COVID-19 vaccine is stored at -80 degrees celsius in the pharmacy at Roseland Community Hospital on Dec. 18, 2020 in Chicago. (Photo by Scott Olson/Getty Images)
Montana recorded 12 new COVID-19 deaths on Wednesday pushing the tally to just over 2,000 deaths since the onset of the pandemic, according to the state COVID-19 dashboard. Data from the Department of Public Health and Human Services also showed as of Wednesday more than 1 million doses of vaccines have been administered.
“Today our state marks a solemn, tragic milestone with 2,000 Montanans dying as a result of COVID-19,” Gov. Greg Gianforte wrote on Twitter. “I join all Montanans whose hearts go out to the family, neighbors and friends of those we have lost to the virus.
Gianforte’s office did not respond to a question asking if he had any other plans other than vaccine promotion to slow the spread of the infection.
The state has recorded more than 10 deaths for nine consecutive days, not including weekends when the state does not update daily numbers.
Vaccination has been the top messaging priority from top state officials at DPPHS and the Governor’s Office.
“We continue to make progress in Montana with the 1 millionth dose of COVID vaccine administered yesterday,” Gianforte wrote on Twitter. “While we will not mandate vaccination in Montana, I continue to encourage all Montanans to speak to their trusted, personal health care provider and get vaccinated.”
DPPHS spokesperson Jon Ebelt echoed the governor’s statement: “DPHHS’ primary message is to encourage Montanans to get vaccinated. Wearing a face mask when appropriate is one of several tools DPHHS encourages Montanans and visitors to use to slow the spread of the virus.”
While health experts across the state have championed the vaccine, they have also been strong endorsers of health mitigation efforts like masking indoors and social distancing.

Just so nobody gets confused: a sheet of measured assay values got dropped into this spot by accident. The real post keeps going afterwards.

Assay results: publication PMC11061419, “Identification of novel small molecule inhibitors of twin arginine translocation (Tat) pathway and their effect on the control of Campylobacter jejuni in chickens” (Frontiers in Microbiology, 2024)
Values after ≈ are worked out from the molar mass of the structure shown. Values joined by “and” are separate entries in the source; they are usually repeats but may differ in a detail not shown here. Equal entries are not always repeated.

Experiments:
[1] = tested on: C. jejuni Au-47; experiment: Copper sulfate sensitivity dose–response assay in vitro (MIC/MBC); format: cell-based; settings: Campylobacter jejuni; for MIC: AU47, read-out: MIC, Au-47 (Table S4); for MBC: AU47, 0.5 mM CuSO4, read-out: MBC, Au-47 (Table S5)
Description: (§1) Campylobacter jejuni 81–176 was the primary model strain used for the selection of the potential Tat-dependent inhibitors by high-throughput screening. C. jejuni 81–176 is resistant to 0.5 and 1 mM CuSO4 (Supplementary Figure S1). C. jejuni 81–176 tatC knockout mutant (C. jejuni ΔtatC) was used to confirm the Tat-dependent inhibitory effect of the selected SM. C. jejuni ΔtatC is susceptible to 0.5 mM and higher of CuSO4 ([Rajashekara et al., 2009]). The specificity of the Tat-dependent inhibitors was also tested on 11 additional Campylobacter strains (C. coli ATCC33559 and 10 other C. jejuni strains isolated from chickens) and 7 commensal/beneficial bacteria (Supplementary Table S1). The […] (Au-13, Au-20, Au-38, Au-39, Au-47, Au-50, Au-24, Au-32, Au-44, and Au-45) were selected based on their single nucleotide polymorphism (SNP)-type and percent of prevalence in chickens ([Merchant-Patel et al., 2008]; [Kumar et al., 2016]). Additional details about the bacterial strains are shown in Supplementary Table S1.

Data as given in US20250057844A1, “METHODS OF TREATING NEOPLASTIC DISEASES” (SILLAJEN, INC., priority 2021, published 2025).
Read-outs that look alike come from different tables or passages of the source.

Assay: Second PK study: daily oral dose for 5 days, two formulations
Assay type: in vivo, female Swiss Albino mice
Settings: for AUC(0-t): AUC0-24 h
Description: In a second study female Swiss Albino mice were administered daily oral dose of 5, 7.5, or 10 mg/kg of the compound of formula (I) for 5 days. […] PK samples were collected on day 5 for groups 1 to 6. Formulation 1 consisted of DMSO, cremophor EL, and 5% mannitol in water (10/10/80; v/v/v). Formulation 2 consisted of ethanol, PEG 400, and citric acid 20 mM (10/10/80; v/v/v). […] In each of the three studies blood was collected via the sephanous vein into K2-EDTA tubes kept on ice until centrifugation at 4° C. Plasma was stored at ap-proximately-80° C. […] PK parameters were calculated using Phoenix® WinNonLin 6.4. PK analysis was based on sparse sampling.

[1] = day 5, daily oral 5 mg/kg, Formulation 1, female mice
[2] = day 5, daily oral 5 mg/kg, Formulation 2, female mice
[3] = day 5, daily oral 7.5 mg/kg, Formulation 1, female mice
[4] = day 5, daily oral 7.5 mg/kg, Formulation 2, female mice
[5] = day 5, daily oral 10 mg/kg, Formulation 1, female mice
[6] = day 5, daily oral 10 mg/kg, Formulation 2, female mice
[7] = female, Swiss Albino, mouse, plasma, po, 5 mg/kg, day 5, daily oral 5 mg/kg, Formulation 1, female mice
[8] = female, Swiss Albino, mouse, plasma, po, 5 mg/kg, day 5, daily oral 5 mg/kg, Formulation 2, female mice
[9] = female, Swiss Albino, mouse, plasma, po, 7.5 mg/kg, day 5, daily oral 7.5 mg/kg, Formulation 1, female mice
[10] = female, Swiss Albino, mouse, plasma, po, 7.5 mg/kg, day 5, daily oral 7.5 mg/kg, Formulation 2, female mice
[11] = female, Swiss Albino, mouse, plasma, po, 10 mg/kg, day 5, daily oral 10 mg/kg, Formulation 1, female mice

“Yellowstone County has lost 331 residents to COVID-19 related illness since April 2020,” said RiverStone Health spokesperson Pat Zellar. “Thirty of those people died just this month. The pandemic continues to cause tremendous grief to our community. All the risk indicators on the county COVID-19 dashboard are red this week, indicating critical concerns for straining our local healthcare and public health systems, a high rate of positive tests, high numbers of new cases in our county and in our region.
“We encourage everyone age 12 and older to get vaccinated because that is our best defense against this lethal virus.”
Statewide, 1,332 new cases were reported on Wednesday, putting the seven-day average for new cases at 852. The state also reported 418 active hospitalizations and 11,981 active cases.
With 3,471 new doses recorded Wednesday, the state has now doled out 1,001,795 doses of the vaccine with a seven-day average of 2,310 doses administered per day. But the state still lags behind on vaccinating its fully eligible population with a rate of only 53 percent. Health experts say a vaccination rate of from 70 to 85 percent is necessary for herd immunity.
Additionally, the Department of Corrections provided an update on COVID-19 in state facilities at a legislative interim committee meeting. Officials said there are three active cases among inmates and 12 active cases among staff. It also reported higher vaccination rates than the general public with 64 percent of inmates at Montana State Prison vaccinated and 65 percent at the women’s prison. At the Pine Hills Correctional Facility, DOC said 10 percent of youth and 72 percent of adults are fully vaccinated.
On Tuesday, a DPPHS report showed that not fully vaccinated Montanans accounted for 89.5 percent of cases, 86.8 percent of hospitalizations and 83.5 percent of deaths between Feb. 7 and Sept. 4. The report also showed that not fully vaccinated Montanans are three times as likely to die and five times more likely to be hospitalized from the infection compared to fully vaccinated Montanans.
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